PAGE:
Grenada’s Minister for Economic Development, Planning, Trade and Cooperatives, Oliver Joseph was recently in Europe to deliver an address at a conference “Solving Sovereign Debt Crisis”, organised in Brussels by Eurodad, Friedrich Ebert Stiftung and erlassjahr.de.
Presently, the island is gripped in a debt and financial crisis that resulted in the one-year old Keith Mitchell-led New National Party (NNP) administration introducing a series of austerity measures to address the fiscal problem facing the country.
Over the past 14 months, Grenada has not been able to pay the creditors any of the estimated debt of EC$2.4 billion.
As a public service, THE NEW TODAY reproduced an interview that was given in Brussels by Minister Joseph to a media outfit known as Eurodad:
Q: Grenada has recently defaulted on external debt. How did Grenada come to such a high debt burden in the first place?
A: Several factors contributed towards Grenada’s present debt situation. In 2004 we were affected by a massive hurricane that caused damage reaching twice the GDP. Almost the whole country was destroyed. So we had to seek financing and received grants and debt financing. We had another hurricane in 2005, though not as big, and found ourselves in a situation where we could not service the debt.
Grenada is a small economy. It does not produce enough revenue on its own to do capital projects and therefore must always seek assistance. Then we had the financial crisis in 2007 which affected foreign direct investment coming in. Therefore, Grenada had to borrow to carry out the infrastructure development. And that has led us to the situation when, in 2012, the public debt to GDP stood at 110 per cent.
Obviously that is not a sustainable situation. And therefore, when we came into office in 2013 and had to make repayments, we found the government was not making enough revenue to meet its expenditure. Salary, wages and pensions accounted for 70 per cent of all expenditure. So we were left with 30 per cent for capital work, to provide social services and to pay debt and could not meet our debt obligations.
We had multilateral debt, bilateral debt and domestic debt. We had to go for restructuring. One of the great concerns for us was the debt to the bond-holders, who are mainly American companies and private individuals who had bonds that were to mature in 2025. We could not pay these bond holders. Therefore we had to renegotiate and restructure.
Q: What do you expect from Grenada’s creditors?
What we are negotiating is a reduction in the debt stock so that we are able to have leeway to make the payments thereafter. We are expecting a favourable response.
Q: What process should be implemented to deal with Grenada’s debt?
A: We have hired a group of debt advisors who have experience in negotiating debt. They did so for Belize, and other countries. They meet with the creditors, who have their own group of advisors as well. A hair cut of fifty percent or more would be of tremendous help to Grenada.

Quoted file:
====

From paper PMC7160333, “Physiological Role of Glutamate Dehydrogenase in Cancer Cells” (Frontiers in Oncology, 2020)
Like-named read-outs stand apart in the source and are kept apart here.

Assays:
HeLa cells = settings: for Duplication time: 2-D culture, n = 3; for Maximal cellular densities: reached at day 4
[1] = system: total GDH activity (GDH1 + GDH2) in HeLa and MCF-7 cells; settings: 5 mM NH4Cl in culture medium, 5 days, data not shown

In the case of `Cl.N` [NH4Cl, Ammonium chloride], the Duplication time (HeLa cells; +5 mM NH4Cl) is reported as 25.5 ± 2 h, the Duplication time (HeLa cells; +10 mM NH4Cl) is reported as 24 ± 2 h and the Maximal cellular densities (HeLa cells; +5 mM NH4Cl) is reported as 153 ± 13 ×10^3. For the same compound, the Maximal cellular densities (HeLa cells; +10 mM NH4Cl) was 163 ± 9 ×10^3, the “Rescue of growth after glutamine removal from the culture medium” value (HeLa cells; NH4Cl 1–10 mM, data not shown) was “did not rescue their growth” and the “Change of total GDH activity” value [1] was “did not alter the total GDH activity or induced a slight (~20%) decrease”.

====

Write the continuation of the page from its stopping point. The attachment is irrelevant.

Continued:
Q: What role have the Churches in Grenada played?
A: We have involved civil society, including the churches. They are very actively involved for the first time in the history of Grenada, and we want to use that as a model for the rest of the Caribbean. The Conference of Churches are helping us with the bilateral debt – nine per cent of the total debt. They have written to Canada, the UK and the USA to forgive the debt. We have a committee called the Jubilee Committee where the government representative – who is me as Minister –agrees to give them updates on what is taking place.
We are also in a structural readjustment programme with the IMF, and the churches have said to make sure the vulnerable groups are protected. The IMF has agreed with us on that, which is a change in their approach. This recommendation was strongly supported by the churches and general civil society.
Q: Many Caribbean countries are suffering from the same problem: high debt burdens. There are ideas to launch a Heavily Indebted Caribbean Countries Initiative to deal with the whole region’s debt problem in a comprehensive manner. What do you think about this idea?
A: There was the HIPC initiative but only two Caribbean countries benefitted. Now they are saying let’s look at these highly indebted Caribbean countries. But the initial reaction from creditors was: you are a middle-income country. Even in the 11th EDF programme from the European Union, they have graduated us from budgetary support. We try to use our vulnerability and also the Social Index, which they would not listen to. They are looking at per capita GDP and that is it. We think an initiative is a good idea but we have to convince the creditors and Financial Institutions.
Q: Who should assess how much debt is sustainable while meeting the Grenadan people’s human development needs?
A: At the moment it is the international financial institutions that assess it. We think civil society should be involved in the assessment, so we can have independent assessors. You might say what is a sustainable debt level? For the eastern Caribbean currency union, they recommend 60 per cent, not 110. If we get the restructuring done we must ask how we make sure we do not fall into it again. We need to maintain sustainable borrowing.
Q: How can Grenada be protected from climate change? Should finance to Grenada for climate change be grants or loans?
A: Grenada can be protected from climate change through early warning systems, disaster mitigation, flood mitigation to reinforce the infrastructure in these areas. It must be in the form of grants. There are grants available. We are a member of the small island developing states (SIDS), in fact we are the chair. There we are submitting programmes and projects for grant funding. We are clear we cannot take any loans for climate change, it must be grants. We are submitting programmes that we hope will get support as we are still vulnerable to hurricanes.